Voices from Accenture Public Service

Every year, Accenture’s Technology Vision pinpoints the key technology trends that will reshape and reinvent organisations of all kinds over the next few years. This year’s top-line theme is “The Intelligent Enterprise Unleashed”. It’s a concept that’s hugely relevant not only to all businesses, but also – in my view – to armed forces the world over. 

Why? Because, in the defence context, becoming a more intelligent military organisation is clearly a critical goal. And – as with any other type of organisation – it’s a goal that armed forces can only achieve by unlocking the data that’s currently held within silos and freeing it up to flow to the right place at the right time for the right use.  

In today’s increasingly volatile operational and security environment, the ability to harness and exploit data in this way is critical to enhanced mission readiness and outcomes. Alongside the ability to fend off cyberattacks and state-sponsored subversion, today’s military also need to be able to operate intelligently across multinational coalitions. Witness NATO’s Federated Mission Networking, expressly calling for interoperability between people, processes and technology to create joint mission outcomes. 

Advanced technologies will be key to making this interoperability happen – and in many emerging areas of technology, defence agencies need to catch up with their commercial counterparts. But technology alone won’t provide all the answers. New thinking and new organisational approaches will be equally vital, including focusing on outcomes and putting people at the center of the smarter, more connected and data-driven defence force. 

So, what trends will power progress towards the new, more intelligent military? Our Technology Vision highlights five in particular.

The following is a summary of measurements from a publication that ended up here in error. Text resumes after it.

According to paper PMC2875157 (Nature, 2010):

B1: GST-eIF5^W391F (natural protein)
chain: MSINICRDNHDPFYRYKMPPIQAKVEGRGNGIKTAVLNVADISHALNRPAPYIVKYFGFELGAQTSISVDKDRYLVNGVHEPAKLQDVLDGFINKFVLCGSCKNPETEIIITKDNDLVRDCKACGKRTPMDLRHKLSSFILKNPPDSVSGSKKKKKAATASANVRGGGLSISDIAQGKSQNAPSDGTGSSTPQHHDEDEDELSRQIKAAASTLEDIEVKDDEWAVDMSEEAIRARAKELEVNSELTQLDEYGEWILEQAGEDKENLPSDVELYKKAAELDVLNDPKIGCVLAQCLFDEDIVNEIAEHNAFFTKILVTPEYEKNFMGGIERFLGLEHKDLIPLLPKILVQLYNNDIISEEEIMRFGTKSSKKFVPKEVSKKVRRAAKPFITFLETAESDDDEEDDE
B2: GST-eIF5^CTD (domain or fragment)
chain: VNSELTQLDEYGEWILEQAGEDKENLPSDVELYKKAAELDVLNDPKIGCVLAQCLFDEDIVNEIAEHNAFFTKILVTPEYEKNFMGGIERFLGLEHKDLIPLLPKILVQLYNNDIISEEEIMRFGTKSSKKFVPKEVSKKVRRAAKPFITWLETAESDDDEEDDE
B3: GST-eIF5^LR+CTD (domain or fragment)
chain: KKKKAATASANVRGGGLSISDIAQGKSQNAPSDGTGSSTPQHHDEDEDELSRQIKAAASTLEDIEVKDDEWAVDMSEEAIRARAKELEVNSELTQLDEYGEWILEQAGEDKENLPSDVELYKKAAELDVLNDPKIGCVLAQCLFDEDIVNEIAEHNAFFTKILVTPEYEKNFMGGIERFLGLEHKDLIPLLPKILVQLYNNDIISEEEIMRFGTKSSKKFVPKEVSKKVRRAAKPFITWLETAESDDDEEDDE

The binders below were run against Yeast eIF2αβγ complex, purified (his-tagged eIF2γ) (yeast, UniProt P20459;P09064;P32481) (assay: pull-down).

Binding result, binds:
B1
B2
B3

First, Private AI – training artificial intelligence as an effective troop member. As AI’s capabilities and impact on people’s lives continue to grow, all organisations must “raise” their AI to act as responsible, productive and trusted members of society. For the military, AI’s ability to process and analyse vast amounts of information brings implications across the Observe, Orient, Decide, Act (OODA) loop, opening up the potential to transform surveillance and situational awareness. In 2016, an AI “pilot” powered by a US$35 Raspberry Pi microprocessor defeated a seasoned combat pilot in successive simulated dogfights. 

Second, Extended Reality – signaling the “end of distance” as a factor in military training, situational awareness, operations, and MRO (maintenance, repair and overhaul). Virtual and augmented reality technologies are removing the gaps between people, information, and experiences. The results? To pick just one, maintenance engineers will see “over-the-shoulder” of the warfighter in the field, diagnosing any equipment problems and providing step-by-step guidance to fix them. 

Third, Data Veracity – underlining the vital importance of trust. While transforming an organisation to run on data brings huge benefits, it also creates a new vulnerability: inaccurate, manipulated, and biased data can lead to corrupted insights and skewed decisions. In the military, such issues are literally a matter of life and death. To avoid them, what’s needed is “multi-level security” – which secures every data object individually, so it can be shared safely and responsively, without compromising the security of the related data. 

Fourth, Frictionless Defence – built to partner at scale. Collaboration in response to common threats is now the operational mantra across defence agencies. Turning this into reality requires interoperable technologies and secure trusted data flows. Legacy systems were never designed to support this kind of collaboration, so defence organisations need to break out of the constraints by adopting more agile microservices architectures and using blockchain and smart contracts. 

Fifth but not least, the Internet of Thinking – creating intelligent distributed systems. Robotics, immersive reality, artificial intelligence and connected devices are pushing intelligence into the physical world. Successful military strategies will depend increasingly on the ability to do this, both to support collaborative joint missions and stay ahead of adversaries ranging from rogue states to terrorists. 

Looking across these five trends, they all point to one goal: enabling and empowering armed forces to respond to political volatility, new threats, and even new combat theatres such as cyber. But while emerging technologies will be key, one thing will remain the same: the need to combine technology with people to get the best from both – something the most effective fighting forces have done throughout history. Whatever happens with technology, that imperative will always apply. 

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